Proft: Good morning, Dan and Amy. President Trump's rather remarkable and story-filled State of the Union speech last night...I want to get to some of the individuals he highlighted, heroes and victims, the stories that were told, poignant and inspiring. But there was one comment that he made that probably won't get picked up much by the DC Press Corps, because they wouldn't even understand the point of it. And I don't know if Trump totally internalizes it either, but it's important to hear the President say it. And this was "New American Moment" portion of the speech, there was something very important that he said that I wanted to pick up on, it isn't said enough, it isn't recognized enough by politicians or people in positions of power in government. Trump on the New American Moment, see if you can pick up on what I'm referencing. Trump (from tape): This in fact is our new American moment. There has never been a better time to start living the American Dream. So to every citizen at home watching tonight...no matter where you've been, or where you've come from, this is your time. If you work hard, if you believe in yourself, if you believe in America, then you can dream anything, you can be *glitch, presumably "anything"), and together, we can achieve absolutely anything. *standing ovation* Tonight, I want to talk about what kind of future we're going to have, and what kind of a nation we're going to be. All of us, together as one people, one team, one American family, can do anything. We all share the same home, the same heart, the same destiny, and the same great American flag. *standing ovation* Together we are rediscovering the American way. In America we know that faith and family, not government and bureaucracy, are the center of American life. The motto is "IN GOD WE TRUST"! Proft: So the DC Press Corps will pick up on the first 90 seconds of that, where he makes the play for unity, which he's done before. But the key statement he made the entire night...the key statement that came from the President...was that faith and family are at the center of America, not government. And point of fact, just to develop on that, faith and family are the only real restraints on government at any level. And to the extent that you see government and politicians pursue policies that undermine religious freedom, that undermine family...the family structure, you are growing government such that we ARE a government-centric society and not a free society anymore. Family and faith are the restraints on government, it cannot be said enough, it's not internalized by enough, and I'm glad the President said it, even if sometimes he doesn't act in furtherance of it. For more on the State of the Union, we're pleased to be joined by our friend Tim Carney, senior political columnist for the Examiner. Tim, thanks for joining us, appreciate it. Carney: Hey, thank you for having me. And before you get to what you want to talk to me about, I want to double down on what you just said, with a slight amendment; faith, family, and community, and I think it's important to point that out, that for a lot of us when we say faith, we mean our church community, but faith is also an individual thing, but I have to say that without that local community, whether it's local government, a congregation, a swim club, whatever that is, that's necessary in order for faith and family to be strong. So local community I always look at as that is the real check on government, that when Democrats say "government is the things we do together", we have to say "No, actually, you know...the Swim Club, the PTA, this Parish Breakfast, those are the things we do together. Government is, at best, ONE of the things we do together, and at worst, are things that politicians do to us." Proft: I take that friendly amendment and completely agree, it's what de Tocqueville wrote about in "Democracy in America", it's what our friend we just had on last week, Patrick Dineen from Notre Dame...soon to not be the Fighting Irish but from Notre Dame, talked about it in his new book, "How Liberalism Failed" (sic, "Why Liberalism Failed"), and no, that's precisely right. Carney: And I was glad that Donald Trump did mention that, and the point we make in our Washington Examiner editorial is that there's a bit of a shift in from the normal Trump rhetoric. Now obviously this is a speech that is written by many speech writers, not just by Stephen Miller like many of his campaign speeches, and not just kind of ad-libbed, like the average Donald Trump speech. And the shift is that he did talk more about faith and family in this than him being a strong leader or him having success. And the other thing was that the words "strong" and "strength" showed up a lot, I think I counted 13 times that those words showed up. But normally when he would talk about this...there were those sort of disturbing moments in the campaign, or early on, where he praised Putin for being strong leader, or talked about Rodrigo Dutarte, the southeast Asian sort of...strongman, and praised those guys. And so we said, this is sort of a scary totalitarian strength. But last night, the strength was sort of a collective strength, or the strength of an average man. It was about the people, and individuals, and communities being strong, rather than about the central state being strong. And it reminded me, he was talking about Houston, and then asking Joe Kennedy...you know, the way we often use strong in our culture, "Boston Strong", "Houston Strong", communities pulling together, NOT the central state having lots of power. So I thought that was a very salutary shift in the State of the Union, and we thought it was notable enough that that's what was in our editorial box this morning. Jacobson: Yeah. And, he wants to work with both parties, there was a message of unity as well. In about 45 minutes into his address, there's a message about immigration, about letting 1.8 million people, you know, Dreamers, stay here in the country. But, there was some hissing by the Democrats when he, BRIEFLY, rolled out his plan. Carney: Yes he...there were a couple of moments in there where Trump was trying to, and I think was successful in, drive a wedge in between the Democrats and the majority of the country. This is typical politics, I think that Bill Clinton did it better than anybody else. Bush and Obama tried to do it, in that...you KNOW where the Democrats are, you know that they can't applaud something you're going to say, and you know that most of the people are on your side. And it's sort of the "end to chain migration" combined with the compassionate thing with the policy for those who were brought in here as children, either as children or overstayed their visas, that that's a compromise that most Americans like. But it increasingly looks like something that Democrats are not happy to take. So, at best Trump is sort of pressuring the Democrats into taking this deal they don't want, and at worst he's highlighting how far they are from the American public. Proft: Can we get bipartisan agreement, you think, on this truism that I identified yesterday? That Oregon senator Ron Wyden is the spitting image of Super Dave as Funkhouser on Curb Your Enthusiasm? I mean, is that not true? Carney: I think that the more interesting appearance last night was Congressman Joe Kennedy, the third generation of Kennedy's. Both his kind of striking Irish look, one of my colleagues went "Man, what a GINGER!", when Kennedy went out on the stage. Which I think maybe should be the next name for Notre Dame's football team, the Gingers. (Proft: Oh yeah, the Gingers! Jacobson: Yeah, the Gingers, sure!) But also the unfortunate lip balm that was distracting everybody from what Joe Kennedy was saying on TV. Jacobson: Well, do you think that he was effective at all? I mean, it sounds to me...it felt, it felt to me as if he was just reading a script, that he didn't really feel anything, whereas Trump's was more genuine. Carney: It's hard to read and not sound like you're reading. (Proft: It's all put-upon passion.) Actually, I was just thinking about Barack Obama. And a lot of people criticized Barack Obama for using...from all of his use of a teleprompter. But what was remarkable was that Obama could read from a teleprompter, and sound like he meant it. Have you guys tried this? I've done it before, and I've read from a teleprompter, and I sounded intelligible, but I didn't sound genuine. It's really hard to do! So Joe Kennedy having a hard time with that. Trump's sound...gets kind of weirdly muted, to the point that at the beginning of the speech as he talked, people wondered what kind of medication he took to just chill out and do it. And it has a positive effect...and I don't know why! Maybe just because we're all sort of bracing for weird Trump, and flying off the rails Trump, so when he's acting calm, we sort of relax. It's interesting watching Trump read. Proft: Well, last night, we got storyteller Trump, and I gotta tell you, he was a pretty good storyteller. I mean, he had good material to work with there, their incredible stories, unbelievable stories. But I was...I mean, I cannot recall a more powerful moment during a State of the Union address than that young man from North Korea holding up his crutches and kind of thrusting them up in the air as kind of a defiant symbol for freedom. I mean, is there a better moment that you can recall in a State of the Union? Carney: No, that was great. As a New Yorker, when the subway hero was invoked, that guy who jumped down and pinned a child down to the tracks so he wouldn't get run over by the train and was on top to protect him, that was a really touching moment because of the backstory. But the unreal visuals of the man there and...that he...the unreal circumstances...yeah, that he fled from. And then having the actual prop of the crutches was great. And again, back to sort of our original point, these are my favorite parts of the State of the Union address...and even Obama did this, for all of his big government-ism, he had to say, because this is something Americans believe in a politician, however collectivist or state-ist, has to say it, that it is these things that make America great, that we can be proud of the big things that involved the government; winning World War 2 and saving Europe, and landing on the Moon...but sort of the everyday things, saying that this is what we expect of Americans, the Cajun Navy *glitch* going to Houston after the Hurricane, these people who do these amazing things and have these amazing stories of freedom because they love America, or heroes like the policewoman who adopted the baby and saved the woman who's possibly going to overdose from heroin...that these are the stories of individual heroes that really...that Americans love. It's part of our DNA, that we're looking for the person to go out there and to be a hero, or the groups, again, like the Cajun Navy, the volunteers, to do it, rather than always turning to the government in a way that Bernie Sanders might. Proft: Yeah, I know, and I think your point about it being other regarding, and the contrast between ego-maniacs on the floor and the Americans in the gallery on the second level couldn't be more stark, and I think that's what had great appeal. He is Tim Carney, senior political columnist for the Washington Examiner, WashingtonExaminer.com, check out their review of Trump's State of the Union at WashingtonExaminer.com. Tim, thanks for joining us, appreciate it. Carney: Thank you!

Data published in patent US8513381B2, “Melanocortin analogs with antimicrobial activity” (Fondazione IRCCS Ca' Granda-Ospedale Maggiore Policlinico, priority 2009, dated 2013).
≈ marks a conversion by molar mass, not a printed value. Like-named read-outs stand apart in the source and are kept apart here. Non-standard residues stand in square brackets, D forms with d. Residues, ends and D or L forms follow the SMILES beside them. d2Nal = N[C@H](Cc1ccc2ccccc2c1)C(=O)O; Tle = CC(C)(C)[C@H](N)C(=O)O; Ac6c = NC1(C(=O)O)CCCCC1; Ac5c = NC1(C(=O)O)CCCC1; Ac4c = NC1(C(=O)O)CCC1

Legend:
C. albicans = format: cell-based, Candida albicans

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After being diagnosed with MS, Kevin Matthews came across a broken statue of the Virgin Mary in a flower shop parking lot. That broken statue would turn into an icon of hope around the world. Legendary Chicago radio personality and author of “Broken Mary: A Journey Of Hope,” Kevin Matthews joins Dan and Amy to discuss his book chronicling his radio career and his coming back to the Church.